Thursday, March 15, 2012

Ten Amazing Shots from King Kong

Kong-blogging, essay 14 of 15 blog entries on
Skull Island in King Kong (1933)

Ten Amazing Shots from King Kong

Amaze me.  Show me things I’ve never seen before.

Watching King Kong (1933), audiences were pummeled by image after image unlike anything they’d ever seen before.  Many of these images still appear startlingly original.

In order to achieve the following ten amazing shots, Willis O’Brien and his technicians, ably assisted by the set designers and cinematographers, used every trick known in the book.  These images include stop-motion animation, rear projection, matte paintings on glass, the Dunning process, traveling mattes, and various optical printer effects.  Often there are layers upon layers of visual effects combining to create the final composition.

1. Kong by the Stream

Kong quickly moves through this idyllic scene.  Willis O’Brien liked to incorporate water into his shots and so he matted a stream into the foreground.  It’s there simply to create a lovely composition.

2. The Dying Stegosaurus

As the ship’s crew walks past the dying Stegosaurus, the audience gets an opportunity to see Marcel Delgado’s awesome Stegosaurus model from close up.  Look at the wonderful textural details on the body!  For this shot, the crew is in the foreground (walking on a treadmill) and the dinosaur is rear-projected.  The easy way out for O’Brien would have been to track along the unmoving dead body of the Stegosaurus, but that’s not what he does.  O’Brien animates the final twinges of the dying animal, climaxing with the magnificent tail movements at the end.

3. Kong Approaches the Log

Here’s a wonderful choice for camera positioning, keeping the sailors fully visible as they panic at Kong’s approach. 

4. Kong Above, Lizard Below

Danger below and danger above, revealed through a tricky upward tilt of the camera.  Once again, Willis O’Brien sacrifices ease because he’s determined to go for the impressive effect.  Camera movements like this are exceedingly difficult to achieve when you’re essentially working with an animation sandwich—animated lizard below and animated Kong above with a live-action oval of film plugged in between.

5. Allosaurus in Close Proximity

Many monster movies since have shown dinosaur and human together, but this shot remains unrivaled.  The direction of the actors is fantastic in scenes like this, as their reactions maintain the conviction that humans and monsters are truly interacting.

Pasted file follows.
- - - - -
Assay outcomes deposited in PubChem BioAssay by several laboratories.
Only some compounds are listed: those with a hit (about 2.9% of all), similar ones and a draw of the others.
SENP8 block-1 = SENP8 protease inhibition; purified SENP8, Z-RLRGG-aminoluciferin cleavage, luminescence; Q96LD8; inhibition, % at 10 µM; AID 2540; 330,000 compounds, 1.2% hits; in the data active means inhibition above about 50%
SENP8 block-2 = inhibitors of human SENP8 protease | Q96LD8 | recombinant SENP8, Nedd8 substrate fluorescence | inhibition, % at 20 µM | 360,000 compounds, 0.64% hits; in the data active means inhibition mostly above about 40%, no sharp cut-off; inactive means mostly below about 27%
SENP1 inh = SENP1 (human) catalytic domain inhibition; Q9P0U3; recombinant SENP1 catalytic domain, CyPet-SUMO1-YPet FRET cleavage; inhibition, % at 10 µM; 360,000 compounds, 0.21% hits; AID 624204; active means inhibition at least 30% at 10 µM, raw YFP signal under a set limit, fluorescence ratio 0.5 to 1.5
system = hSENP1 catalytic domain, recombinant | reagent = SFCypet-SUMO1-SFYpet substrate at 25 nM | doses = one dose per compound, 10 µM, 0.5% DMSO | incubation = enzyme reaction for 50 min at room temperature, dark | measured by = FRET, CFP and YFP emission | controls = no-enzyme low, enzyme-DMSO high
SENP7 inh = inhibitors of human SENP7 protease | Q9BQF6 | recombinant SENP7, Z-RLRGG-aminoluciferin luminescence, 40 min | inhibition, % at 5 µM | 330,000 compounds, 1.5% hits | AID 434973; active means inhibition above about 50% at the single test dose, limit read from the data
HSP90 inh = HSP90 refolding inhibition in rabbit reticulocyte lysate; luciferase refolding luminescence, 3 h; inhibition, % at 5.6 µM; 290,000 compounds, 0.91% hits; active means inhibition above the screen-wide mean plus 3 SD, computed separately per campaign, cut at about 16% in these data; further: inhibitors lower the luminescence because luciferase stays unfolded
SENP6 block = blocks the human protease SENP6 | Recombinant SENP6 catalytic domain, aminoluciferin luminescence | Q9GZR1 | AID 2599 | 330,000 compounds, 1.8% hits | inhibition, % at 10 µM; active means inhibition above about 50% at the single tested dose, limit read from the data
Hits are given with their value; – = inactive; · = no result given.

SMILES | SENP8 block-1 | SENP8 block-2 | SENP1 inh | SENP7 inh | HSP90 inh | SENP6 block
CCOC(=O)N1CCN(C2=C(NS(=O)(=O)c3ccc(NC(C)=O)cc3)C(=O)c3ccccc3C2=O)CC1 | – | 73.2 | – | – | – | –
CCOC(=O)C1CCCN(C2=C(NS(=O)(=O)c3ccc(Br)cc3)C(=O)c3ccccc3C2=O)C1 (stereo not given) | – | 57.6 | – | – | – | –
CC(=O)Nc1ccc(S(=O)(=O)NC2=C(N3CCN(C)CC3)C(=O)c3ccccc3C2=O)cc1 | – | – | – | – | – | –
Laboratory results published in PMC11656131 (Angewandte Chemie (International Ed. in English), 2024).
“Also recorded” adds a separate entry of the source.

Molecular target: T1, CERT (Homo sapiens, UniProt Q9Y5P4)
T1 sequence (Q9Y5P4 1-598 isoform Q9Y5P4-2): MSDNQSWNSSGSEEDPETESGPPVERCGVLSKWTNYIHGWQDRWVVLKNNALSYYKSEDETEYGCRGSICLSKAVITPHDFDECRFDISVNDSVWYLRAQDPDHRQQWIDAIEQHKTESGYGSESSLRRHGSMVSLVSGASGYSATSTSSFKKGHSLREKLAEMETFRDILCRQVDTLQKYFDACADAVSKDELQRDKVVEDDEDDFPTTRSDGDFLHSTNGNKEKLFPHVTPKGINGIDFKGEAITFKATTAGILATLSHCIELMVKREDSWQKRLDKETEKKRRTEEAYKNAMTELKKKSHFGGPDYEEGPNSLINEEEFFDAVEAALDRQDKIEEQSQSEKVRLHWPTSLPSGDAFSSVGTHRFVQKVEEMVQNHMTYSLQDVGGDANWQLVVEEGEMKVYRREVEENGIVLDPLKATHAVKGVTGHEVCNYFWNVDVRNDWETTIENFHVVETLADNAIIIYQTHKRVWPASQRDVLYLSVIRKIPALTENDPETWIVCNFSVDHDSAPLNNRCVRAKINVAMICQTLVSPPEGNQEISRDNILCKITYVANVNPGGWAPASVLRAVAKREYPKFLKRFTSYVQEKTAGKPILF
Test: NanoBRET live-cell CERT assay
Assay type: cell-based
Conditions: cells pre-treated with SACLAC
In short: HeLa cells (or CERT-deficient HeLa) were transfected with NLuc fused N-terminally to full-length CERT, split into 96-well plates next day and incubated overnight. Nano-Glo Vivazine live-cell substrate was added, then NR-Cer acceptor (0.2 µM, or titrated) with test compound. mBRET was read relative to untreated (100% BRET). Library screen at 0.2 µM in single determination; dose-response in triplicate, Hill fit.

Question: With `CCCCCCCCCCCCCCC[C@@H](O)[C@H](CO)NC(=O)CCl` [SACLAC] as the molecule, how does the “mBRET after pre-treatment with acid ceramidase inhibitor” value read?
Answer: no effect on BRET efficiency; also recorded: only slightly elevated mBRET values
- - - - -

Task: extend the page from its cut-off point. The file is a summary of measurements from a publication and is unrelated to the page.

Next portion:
6. The Fall

By this point, the viewer may subconsciously realize that the film employs these over-the-shoulder camera shots to draw us into the action.  But nobody could possibly expect that the camera would hold position as the tree falls, allowing us to share Ann Darrow’s dizzying vertiginous descent.

7. A Scavenger

Jack Driscoll walks by the dead Allosaurus and we’re treated to all sorts of bonus details.  Blood drips from the monster’s jaws and a giant bird perches vulture-like on his head, nervously flying off when Driscoll gets too close.  We assume he’ll be back.

8. Kong’s Lair

There’s movement going on all over the place in Kong’s lair, with lots of micro-images seamlessly pasted together to create the whole.  Ann Darrow is on the ledge on the left, Jack Driscoll is sneaking around a rock on the right, there’s bubbling lava in the foreground, steam rising from the lake in the middle, beautiful matte paintings on glass contributing to the illusion of depth, and, of course, Kong battling at the center of it all.

9. Skull Island Panorama

Our eyes are naturally focused on Ann and Driscoll making their getaway.  Who’s bothering to look at the background?  But check it out—in the distance, we can see the Great Wall of the native village, the peninsula where the natives live, the shore where the crew landed, and even the ship out in the water at far left.

10. Kong at the Gate

There’s an epic crowd scene in the foreground, panic everywhere, and then the magnificent reveal of Kong as he smashes the doors open.  I wonder if they switched to the 24-inch Kong at this point (the larger model that was built for use in the Manhattan scenes)?  Kong looks bigger, angrier, and more powerful than at any point before.  It’s a sight that must have made audiences gasp in 1933 and still remains powerful today.

Reference Sources
The Making of King Kong by Orville Goldner and George E. Turner
Living Dangerously: The Adventures of Merian C. Cooper by Mark Cotta Vaz
Willis O'Brien: Special Effects Genius by Steve Archer
Dinosaurs Past and Present, Volume 1, Natural History Museum of Los Angeles County
Dinosaurs Past and Present, Volume 2, Natural History Museum of Los Angeles County
Charles R. Knight: The Artist Who Saw Through Time by Richard Milner
All in the Bones: A Biography of Benjamin Waterhouse Hawkins by Valerie Bramwell and Robert M. Peck
Special features on the two-disc special edition, King Kong (1933) by Warner Home Video Inc.
... and an occasional sneak glance at Wikipedia entries (but always double-checking everything!)

Watch King Kong...
Purchase a King Kong DVD or Blu-Ray set at Amazon or Barnes & Noble.
Rent King Kong at Netflix or other rental service.

© 2012 Lee Price

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